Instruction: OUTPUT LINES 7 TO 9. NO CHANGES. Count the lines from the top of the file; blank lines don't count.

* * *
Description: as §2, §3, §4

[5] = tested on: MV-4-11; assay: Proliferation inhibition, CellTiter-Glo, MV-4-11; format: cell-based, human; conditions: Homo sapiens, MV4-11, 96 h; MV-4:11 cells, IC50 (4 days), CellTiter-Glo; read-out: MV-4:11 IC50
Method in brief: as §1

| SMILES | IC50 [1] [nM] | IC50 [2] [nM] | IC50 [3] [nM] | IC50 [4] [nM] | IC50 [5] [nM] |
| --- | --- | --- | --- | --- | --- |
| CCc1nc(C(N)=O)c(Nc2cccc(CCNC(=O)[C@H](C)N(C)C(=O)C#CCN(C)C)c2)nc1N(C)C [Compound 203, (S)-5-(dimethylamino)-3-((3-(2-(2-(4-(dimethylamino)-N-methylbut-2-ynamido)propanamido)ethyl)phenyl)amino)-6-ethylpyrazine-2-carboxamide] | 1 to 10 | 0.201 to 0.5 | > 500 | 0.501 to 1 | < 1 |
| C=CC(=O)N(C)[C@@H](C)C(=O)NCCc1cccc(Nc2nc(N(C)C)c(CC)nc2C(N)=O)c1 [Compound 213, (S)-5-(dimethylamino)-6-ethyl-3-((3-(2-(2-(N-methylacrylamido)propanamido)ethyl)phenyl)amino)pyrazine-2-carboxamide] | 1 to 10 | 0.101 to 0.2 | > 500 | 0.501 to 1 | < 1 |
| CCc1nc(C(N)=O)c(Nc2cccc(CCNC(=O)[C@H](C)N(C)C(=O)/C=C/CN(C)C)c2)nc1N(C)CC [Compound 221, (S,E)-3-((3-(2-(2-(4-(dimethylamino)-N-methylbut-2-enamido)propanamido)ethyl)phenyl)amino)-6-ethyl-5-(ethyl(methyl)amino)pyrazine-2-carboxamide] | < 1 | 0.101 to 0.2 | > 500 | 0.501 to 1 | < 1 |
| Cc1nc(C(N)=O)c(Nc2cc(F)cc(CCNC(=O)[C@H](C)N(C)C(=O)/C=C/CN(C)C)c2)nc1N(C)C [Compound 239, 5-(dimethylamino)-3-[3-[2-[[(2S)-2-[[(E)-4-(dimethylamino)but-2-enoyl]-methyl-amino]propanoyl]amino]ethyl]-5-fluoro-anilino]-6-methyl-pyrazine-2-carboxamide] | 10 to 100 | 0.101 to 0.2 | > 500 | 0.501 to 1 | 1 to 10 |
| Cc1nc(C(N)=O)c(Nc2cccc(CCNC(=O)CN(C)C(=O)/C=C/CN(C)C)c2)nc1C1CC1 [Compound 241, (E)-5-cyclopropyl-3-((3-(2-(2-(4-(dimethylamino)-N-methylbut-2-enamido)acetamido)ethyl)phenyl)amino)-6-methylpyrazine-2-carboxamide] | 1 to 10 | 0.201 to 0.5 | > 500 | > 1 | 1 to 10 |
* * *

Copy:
| C=CC(=O)N(C)[C@@H](C)C(=O)NCCc1cccc(Nc2nc(N(C)C)c(CC)nc2C(N)=O)c1 [Compound 213, (S)-5-(dimethylamino)-6-ethyl-3-((3-(2-(2-(N-methylacrylamido)propanamido)ethyl)phenyl)amino)pyrazine-2-carboxamide] | 1 to 10 | 0.101 to 0.2 | > 500 | 0.501 to 1 | < 1 |
| CCc1nc(C(N)=O)c(Nc2cccc(CCNC(=O)[C@H](C)N(C)C(=O)/C=C/CN(C)C)c2)nc1N(C)CC [Compound 221, (S,E)-3-((3-(2-(2-(4-(dimethylamino)-N-methylbut-2-enamido)propanamido)ethyl)phenyl)amino)-6-ethyl-5-(ethyl(methyl)amino)pyrazine-2-carboxamide] | < 1 | 0.101 to 0.2 | > 500 | 0.501 to 1 | < 1 |
| Cc1nc(C(N)=O)c(Nc2cc(F)cc(CCNC(=O)[C@H](C)N(C)C(=O)/C=C/CN(C)C)c2)nc1N(C)C [Compound 239, 5-(dimethylamino)-3-[3-[2-[[(2S)-2-[[(E)-4-(dimethylamino)but-2-enoyl]-methyl-amino]propanoyl]amino]ethyl]-5-fluoro-anilino]-6-methyl-pyrazine-2-carboxamide] | 10 to 100 | 0.101 to 0.2 | > 500 | 0.501 to 1 | 1 to 10 |